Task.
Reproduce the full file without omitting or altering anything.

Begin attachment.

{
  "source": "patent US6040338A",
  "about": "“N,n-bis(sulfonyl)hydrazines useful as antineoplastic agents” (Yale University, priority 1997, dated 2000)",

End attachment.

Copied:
{
  "source": "patent US6040338A",
  "about": "“N,n-bis(sulfonyl)hydrazines useful as antineoplastic agents” (Yale University, priority 1997, dated 2000)",